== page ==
Sunday, June 21, 2015

k reed

"I believe that what we become depends on what  our fathers teach us at odd moments, when they aren't trying to teach us. We are formed by little scraps of wisdom." 
- Umberto Eco

I remember standing on the edge of the roof of our house when I was a very little girl. My dad was standing just below me with his arms outstretched, telling me to jump. There was no fire, no emergency - just a warm summer evening and for a reason that is long forgotten I had been on the roof, probably with him. From that edge the distance from me to his arms seemed very far and very scary. I was afraid to jump. He prompted me again and I gathered my courage and jumped, never doubting that he would fail to catch me. 

A few years later, at a July 1 celebration in his hometown of Hillspring Alberta I was lined up with all the kids my age to run a foot race. I wanted so badly to run and to win. The starter called "On your marks, get set....GO!" and someone pushed me hard from behind. I veritably exploded off my mark and ran my hardest. I don't remember if I placed (and if I had the start could have been called cheating) but all I knew was that my dad gave me the best start he could.

And that is the way it was all my life. My dad was my safe place - wise, strong, warm, loving - and he was the wind at my back - pushing, encouraging, teaching and when the occasion warranted, demanding. Demanding in the best way that I give my all. He taught me to strive for excellence - that if a thing was worth doing it was worth doing well. He told me that if I wanted something badly enough I could get it - and in my experience he has generally been right. He taught me to read, to play tennis (poorly but that was not his fault), to ride a horse, to weed the garden, to love God, to serve others. He whistled while he worked and loved to work. He had a song for every situation and a smile in his eyes for those he loved. He loved my mom and I knew it through and through. He taught me by his example to be a person of integrity and to live with honour.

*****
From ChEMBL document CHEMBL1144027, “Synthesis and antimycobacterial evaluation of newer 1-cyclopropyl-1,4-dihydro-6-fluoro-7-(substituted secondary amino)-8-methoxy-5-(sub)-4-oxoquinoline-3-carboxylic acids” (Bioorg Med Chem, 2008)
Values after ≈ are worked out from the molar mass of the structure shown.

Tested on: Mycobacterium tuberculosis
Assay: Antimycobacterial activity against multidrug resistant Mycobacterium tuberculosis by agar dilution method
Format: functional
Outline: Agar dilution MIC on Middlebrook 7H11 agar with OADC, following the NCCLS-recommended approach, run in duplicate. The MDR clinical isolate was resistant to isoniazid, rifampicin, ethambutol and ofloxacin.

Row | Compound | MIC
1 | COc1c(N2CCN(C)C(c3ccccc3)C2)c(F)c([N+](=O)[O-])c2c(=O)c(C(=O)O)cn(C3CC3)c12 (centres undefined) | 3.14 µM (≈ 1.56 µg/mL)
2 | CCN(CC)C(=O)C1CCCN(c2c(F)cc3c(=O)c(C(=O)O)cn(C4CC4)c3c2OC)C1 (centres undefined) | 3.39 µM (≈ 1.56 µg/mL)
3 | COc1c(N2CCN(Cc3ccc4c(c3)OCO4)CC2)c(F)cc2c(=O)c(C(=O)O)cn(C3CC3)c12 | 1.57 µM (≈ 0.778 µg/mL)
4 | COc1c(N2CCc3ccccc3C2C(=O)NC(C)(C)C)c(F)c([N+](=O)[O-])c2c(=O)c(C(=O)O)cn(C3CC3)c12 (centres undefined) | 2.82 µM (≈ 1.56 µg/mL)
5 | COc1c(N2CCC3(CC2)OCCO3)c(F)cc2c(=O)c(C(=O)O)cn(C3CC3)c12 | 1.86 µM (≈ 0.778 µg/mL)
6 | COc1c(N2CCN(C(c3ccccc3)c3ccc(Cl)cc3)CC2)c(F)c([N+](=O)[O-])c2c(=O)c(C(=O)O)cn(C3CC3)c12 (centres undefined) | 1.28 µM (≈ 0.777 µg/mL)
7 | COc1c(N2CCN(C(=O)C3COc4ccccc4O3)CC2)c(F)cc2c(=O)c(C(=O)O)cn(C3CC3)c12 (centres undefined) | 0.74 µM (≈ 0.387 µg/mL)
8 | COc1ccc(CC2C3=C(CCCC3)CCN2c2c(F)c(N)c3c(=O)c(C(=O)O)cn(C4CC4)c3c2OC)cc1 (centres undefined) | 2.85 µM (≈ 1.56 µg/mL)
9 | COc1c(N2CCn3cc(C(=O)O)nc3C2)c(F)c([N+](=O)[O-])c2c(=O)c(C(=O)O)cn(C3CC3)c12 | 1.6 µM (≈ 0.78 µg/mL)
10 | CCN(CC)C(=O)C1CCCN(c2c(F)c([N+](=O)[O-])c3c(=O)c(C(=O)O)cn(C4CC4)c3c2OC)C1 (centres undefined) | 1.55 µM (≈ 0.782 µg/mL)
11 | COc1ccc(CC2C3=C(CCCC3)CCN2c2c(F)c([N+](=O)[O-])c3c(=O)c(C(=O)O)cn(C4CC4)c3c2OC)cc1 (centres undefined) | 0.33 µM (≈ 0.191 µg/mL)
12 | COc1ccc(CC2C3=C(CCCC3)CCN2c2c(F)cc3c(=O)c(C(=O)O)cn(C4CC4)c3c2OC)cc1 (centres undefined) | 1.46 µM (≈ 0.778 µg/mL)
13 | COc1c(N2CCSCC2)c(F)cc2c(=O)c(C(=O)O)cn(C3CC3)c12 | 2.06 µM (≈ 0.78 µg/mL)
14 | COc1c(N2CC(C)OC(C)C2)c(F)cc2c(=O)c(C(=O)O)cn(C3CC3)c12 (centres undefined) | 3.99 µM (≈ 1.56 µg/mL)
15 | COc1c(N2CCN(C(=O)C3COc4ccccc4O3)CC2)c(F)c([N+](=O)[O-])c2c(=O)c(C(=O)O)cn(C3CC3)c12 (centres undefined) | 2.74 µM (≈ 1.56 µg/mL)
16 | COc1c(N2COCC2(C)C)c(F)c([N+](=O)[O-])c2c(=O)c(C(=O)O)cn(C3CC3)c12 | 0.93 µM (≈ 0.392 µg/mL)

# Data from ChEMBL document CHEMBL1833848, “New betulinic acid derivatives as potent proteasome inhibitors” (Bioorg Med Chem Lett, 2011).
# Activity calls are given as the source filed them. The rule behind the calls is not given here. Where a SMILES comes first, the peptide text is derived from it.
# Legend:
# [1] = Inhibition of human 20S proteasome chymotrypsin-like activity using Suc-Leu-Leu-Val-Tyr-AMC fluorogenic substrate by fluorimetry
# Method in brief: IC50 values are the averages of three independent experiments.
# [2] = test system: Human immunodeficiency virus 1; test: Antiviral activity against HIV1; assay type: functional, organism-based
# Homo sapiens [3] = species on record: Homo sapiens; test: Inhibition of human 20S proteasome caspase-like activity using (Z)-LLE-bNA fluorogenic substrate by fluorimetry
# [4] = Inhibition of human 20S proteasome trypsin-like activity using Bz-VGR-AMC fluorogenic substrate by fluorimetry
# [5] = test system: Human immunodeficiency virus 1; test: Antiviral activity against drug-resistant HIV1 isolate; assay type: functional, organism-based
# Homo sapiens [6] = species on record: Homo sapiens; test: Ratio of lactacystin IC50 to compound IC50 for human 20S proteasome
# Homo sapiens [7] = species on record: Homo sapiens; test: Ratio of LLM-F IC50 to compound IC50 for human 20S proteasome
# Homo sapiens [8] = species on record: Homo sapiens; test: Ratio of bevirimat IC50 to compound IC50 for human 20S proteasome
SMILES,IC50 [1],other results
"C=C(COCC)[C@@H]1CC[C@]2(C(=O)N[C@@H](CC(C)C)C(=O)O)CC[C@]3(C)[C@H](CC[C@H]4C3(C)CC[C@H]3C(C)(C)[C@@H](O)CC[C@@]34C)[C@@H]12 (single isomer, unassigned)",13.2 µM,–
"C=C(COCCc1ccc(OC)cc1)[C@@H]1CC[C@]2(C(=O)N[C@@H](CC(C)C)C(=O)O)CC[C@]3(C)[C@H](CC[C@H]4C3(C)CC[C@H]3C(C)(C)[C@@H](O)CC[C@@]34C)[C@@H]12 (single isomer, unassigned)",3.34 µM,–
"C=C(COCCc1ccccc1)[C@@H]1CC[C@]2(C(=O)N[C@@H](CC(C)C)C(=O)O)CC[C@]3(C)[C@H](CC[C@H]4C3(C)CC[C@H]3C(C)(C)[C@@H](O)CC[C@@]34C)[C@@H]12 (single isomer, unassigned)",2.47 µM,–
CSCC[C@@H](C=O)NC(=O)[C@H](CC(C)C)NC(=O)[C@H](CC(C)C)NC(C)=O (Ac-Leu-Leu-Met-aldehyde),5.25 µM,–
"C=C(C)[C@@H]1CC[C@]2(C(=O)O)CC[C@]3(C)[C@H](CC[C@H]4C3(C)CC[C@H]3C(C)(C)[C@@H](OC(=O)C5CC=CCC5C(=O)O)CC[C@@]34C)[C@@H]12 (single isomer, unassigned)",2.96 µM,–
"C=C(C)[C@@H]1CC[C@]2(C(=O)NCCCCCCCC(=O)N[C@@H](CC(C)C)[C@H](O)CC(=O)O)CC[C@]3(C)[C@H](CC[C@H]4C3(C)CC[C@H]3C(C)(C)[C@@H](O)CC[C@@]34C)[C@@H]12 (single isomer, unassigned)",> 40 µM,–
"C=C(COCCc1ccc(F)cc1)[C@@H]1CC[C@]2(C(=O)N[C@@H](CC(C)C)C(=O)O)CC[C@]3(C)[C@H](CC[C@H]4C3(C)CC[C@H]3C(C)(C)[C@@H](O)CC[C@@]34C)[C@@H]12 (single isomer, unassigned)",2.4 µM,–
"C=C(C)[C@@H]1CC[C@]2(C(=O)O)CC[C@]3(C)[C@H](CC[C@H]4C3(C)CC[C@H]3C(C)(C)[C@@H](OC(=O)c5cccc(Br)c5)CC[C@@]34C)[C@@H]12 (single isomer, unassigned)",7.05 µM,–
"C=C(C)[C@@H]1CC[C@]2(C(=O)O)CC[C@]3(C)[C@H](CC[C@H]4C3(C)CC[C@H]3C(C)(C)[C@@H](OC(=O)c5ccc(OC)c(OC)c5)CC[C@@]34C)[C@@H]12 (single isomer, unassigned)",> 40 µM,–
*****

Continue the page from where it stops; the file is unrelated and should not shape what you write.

I think I must have been a daddy's girl from my first breath. I know others have had and do have fathers as wonderful as mine but none has ever had better. To be told that I in any way am like my father is wonderful. He died long before I wish he had and when he did I thought I wasn't ready to be without him but although I miss him still I realize that I had been well prepared to walk on my own. I love this picture of the two of us - just a snap but when I see it I remember the safe warmth of his hug and love between us. From my earliest memory he called me his Pride and Joy ( being the loving father he was I am guessing he had four others) and I knew I was. I hope I am still. I feel very blessed to have had such a father, one who taught me well in all the odd moments with many little scraps of wisdom that I cherish always.

Tuesday, June 2, 2015

olive oil, sea salt & vanilla granola

Turns out everyone is making olive oil granola but I didn't know that when I made this a few months ago. (oh well, she said) This is my take on what it looks like is a trend. Granola is having a moment. Another one. It is cool again after being cool and then not, a bit like Birkenstocks. One cannot really blame the granola for a fall from grace - really I would have to point to the commercialization and mass-production of what really ought to be made in small batches and is best made in home kitchens. Churned out by the ton it loses all the goodness and most of its charm, packaged into cardboard boxes and retaining only convenience. After that batch of blame there is the whole fiasco of low-fat, bad fat and the cascade of misinformation that characterized most nutritional theory for the past generation. I find it refreshing to read the more current (well- researched) thinking - that we need (good) fats, much less sugar, high quality carbs and protein for a healthy life. Go figure, eating whole and entirely satisfying food prepared simply is best. Our grandparents and their parents did it without thinking because that is all there was. Laziness and convenience have opened up a Pandora's box of options for us in recent decades until we have eaten ourselves into a nightmare of ill health and over-weight*. ....  I will climb down off my soap-box now and we can just talk about how much we love granola.